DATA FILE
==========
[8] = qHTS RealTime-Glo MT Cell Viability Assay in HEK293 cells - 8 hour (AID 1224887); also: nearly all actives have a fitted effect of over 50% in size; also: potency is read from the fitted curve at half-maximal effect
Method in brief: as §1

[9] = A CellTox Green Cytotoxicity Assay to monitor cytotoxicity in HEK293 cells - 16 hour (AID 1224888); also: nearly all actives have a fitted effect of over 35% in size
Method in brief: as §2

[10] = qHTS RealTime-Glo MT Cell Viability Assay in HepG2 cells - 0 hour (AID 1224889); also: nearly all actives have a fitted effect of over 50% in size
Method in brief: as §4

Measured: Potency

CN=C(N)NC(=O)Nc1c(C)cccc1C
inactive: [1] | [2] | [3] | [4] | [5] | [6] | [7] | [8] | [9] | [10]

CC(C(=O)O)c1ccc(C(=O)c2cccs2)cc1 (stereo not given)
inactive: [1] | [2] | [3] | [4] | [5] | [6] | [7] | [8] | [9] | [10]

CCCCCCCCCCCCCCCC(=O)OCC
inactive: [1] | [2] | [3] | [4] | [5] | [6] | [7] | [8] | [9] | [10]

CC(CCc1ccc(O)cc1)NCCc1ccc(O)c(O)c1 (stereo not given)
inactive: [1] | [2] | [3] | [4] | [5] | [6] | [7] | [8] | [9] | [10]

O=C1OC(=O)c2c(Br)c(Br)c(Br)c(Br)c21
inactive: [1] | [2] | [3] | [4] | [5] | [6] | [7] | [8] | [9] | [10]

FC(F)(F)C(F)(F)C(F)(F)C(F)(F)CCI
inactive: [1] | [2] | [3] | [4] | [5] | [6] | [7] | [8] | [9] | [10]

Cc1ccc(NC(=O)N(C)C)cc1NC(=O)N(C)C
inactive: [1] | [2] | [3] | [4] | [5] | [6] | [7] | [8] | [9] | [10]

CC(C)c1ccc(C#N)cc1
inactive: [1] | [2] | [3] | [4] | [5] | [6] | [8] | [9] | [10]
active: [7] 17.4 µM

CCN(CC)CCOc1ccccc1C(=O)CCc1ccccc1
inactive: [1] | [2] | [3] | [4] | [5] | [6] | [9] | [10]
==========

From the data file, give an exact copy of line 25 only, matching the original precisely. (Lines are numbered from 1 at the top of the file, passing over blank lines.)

CCN(CC)CCOc1ccccc1C(=O)CCc1ccccc1